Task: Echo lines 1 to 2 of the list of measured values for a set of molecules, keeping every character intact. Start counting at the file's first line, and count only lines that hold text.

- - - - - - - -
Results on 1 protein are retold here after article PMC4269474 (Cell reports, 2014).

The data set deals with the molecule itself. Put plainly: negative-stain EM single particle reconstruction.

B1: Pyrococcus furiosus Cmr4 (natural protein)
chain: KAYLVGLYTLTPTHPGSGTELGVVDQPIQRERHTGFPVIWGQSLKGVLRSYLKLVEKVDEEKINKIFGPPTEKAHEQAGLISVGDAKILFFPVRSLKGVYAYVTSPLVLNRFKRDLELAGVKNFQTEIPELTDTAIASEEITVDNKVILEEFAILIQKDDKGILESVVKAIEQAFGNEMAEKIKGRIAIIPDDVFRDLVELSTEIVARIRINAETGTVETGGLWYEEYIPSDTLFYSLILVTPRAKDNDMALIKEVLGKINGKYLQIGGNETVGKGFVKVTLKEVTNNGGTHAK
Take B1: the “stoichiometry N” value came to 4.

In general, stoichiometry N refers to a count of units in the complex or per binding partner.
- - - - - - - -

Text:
Results on 1 protein are retold here after article PMC4269474 (Cell reports, 2014).

The data set deals with the molecule itself. Put plainly: negative-stain EM single particle reconstruction.